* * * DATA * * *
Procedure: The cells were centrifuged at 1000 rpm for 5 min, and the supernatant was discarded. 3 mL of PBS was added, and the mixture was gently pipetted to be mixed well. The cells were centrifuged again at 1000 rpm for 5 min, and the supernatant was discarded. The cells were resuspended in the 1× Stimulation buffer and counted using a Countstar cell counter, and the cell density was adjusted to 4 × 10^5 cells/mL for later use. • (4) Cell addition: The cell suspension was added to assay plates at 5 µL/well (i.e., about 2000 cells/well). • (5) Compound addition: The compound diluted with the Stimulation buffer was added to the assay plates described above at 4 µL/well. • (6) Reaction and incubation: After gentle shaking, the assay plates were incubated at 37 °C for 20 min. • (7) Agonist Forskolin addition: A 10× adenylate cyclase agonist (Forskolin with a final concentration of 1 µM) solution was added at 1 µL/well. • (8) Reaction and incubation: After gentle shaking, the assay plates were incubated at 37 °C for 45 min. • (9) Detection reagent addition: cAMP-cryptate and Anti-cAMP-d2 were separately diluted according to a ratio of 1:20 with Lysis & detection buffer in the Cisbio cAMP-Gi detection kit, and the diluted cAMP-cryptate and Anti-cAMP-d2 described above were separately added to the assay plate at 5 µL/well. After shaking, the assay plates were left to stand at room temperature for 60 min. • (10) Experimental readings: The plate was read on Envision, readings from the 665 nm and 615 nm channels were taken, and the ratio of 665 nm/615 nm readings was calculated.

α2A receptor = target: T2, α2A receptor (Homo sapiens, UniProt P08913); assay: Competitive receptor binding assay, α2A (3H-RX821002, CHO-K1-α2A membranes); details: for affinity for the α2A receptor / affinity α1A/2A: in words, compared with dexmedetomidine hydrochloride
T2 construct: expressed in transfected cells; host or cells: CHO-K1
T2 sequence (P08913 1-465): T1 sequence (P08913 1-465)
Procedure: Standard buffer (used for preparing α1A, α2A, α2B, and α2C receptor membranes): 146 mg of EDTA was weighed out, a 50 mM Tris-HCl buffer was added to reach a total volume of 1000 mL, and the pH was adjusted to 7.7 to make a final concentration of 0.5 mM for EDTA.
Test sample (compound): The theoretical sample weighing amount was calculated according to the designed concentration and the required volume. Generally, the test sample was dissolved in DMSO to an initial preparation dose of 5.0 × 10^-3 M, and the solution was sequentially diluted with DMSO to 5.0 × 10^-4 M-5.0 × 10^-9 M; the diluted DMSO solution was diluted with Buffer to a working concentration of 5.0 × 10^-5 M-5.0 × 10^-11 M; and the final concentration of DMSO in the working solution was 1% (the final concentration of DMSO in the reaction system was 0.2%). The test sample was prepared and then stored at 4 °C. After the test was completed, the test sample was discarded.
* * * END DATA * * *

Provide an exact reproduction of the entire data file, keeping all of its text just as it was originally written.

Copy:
Procedure: The cells were centrifuged at 1000 rpm for 5 min, and the supernatant was discarded. 3 mL of PBS was added, and the mixture was gently pipetted to be mixed well. The cells were centrifuged again at 1000 rpm for 5 min, and the supernatant was discarded. The cells were resuspended in the 1× Stimulation buffer and counted using a Countstar cell counter, and the cell density was adjusted to 4 × 10^5 cells/mL for later use. • (4) Cell addition: The cell suspension was added to assay plates at 5 µL/well (i.e., about 2000 cells/well). • (5) Compound addition: The compound diluted with the Stimulation buffer was added to the assay plates described above at 4 µL/well. • (6) Reaction and incubation: After gentle shaking, the assay plates were incubated at 37 °C for 20 min. • (7) Agonist Forskolin addition: A 10× adenylate cyclase agonist (Forskolin with a final concentration of 1 µM) solution was added at 1 µL/well. • (8) Reaction and incubation: After gentle shaking, the assay plates were incubated at 37 °C for 45 min. • (9) Detection reagent addition: cAMP-cryptate and Anti-cAMP-d2 were separately diluted according to a ratio of 1:20 with Lysis & detection buffer in the Cisbio cAMP-Gi detection kit, and the diluted cAMP-cryptate and Anti-cAMP-d2 described above were separately added to the assay plate at 5 µL/well. After shaking, the assay plates were left to stand at room temperature for 60 min. • (10) Experimental readings: The plate was read on Envision, readings from the 665 nm and 615 nm channels were taken, and the ratio of 665 nm/615 nm readings was calculated.

α2A receptor = target: T2, α2A receptor (Homo sapiens, UniProt P08913); assay: Competitive receptor binding assay, α2A (3H-RX821002, CHO-K1-α2A membranes); details: for affinity for the α2A receptor / affinity α1A/2A: in words, compared with dexmedetomidine hydrochloride
T2 construct: expressed in transfected cells; host or cells: CHO-K1
T2 sequence (P08913 1-465): T1 sequence (P08913 1-465)
Procedure: Standard buffer (used for preparing α1A, α2A, α2B, and α2C receptor membranes): 146 mg of EDTA was weighed out, a 50 mM Tris-HCl buffer was added to reach a total volume of 1000 mL, and the pH was adjusted to 7.7 to make a final concentration of 0.5 mM for EDTA.
Test sample (compound): The theoretical sample weighing amount was calculated according to the designed concentration and the required volume. Generally, the test sample was dissolved in DMSO to an initial preparation dose of 5.0 × 10^-3 M, and the solution was sequentially diluted with DMSO to 5.0 × 10^-4 M-5.0 × 10^-9 M; the diluted DMSO solution was diluted with Buffer to a working concentration of 5.0 × 10^-5 M-5.0 × 10^-11 M; and the final concentration of DMSO in the working solution was 1% (the final concentration of DMSO in the reaction system was 0.2%). The test sample was prepared and then stored at 4 °C. After the test was completed, the test sample was discarded.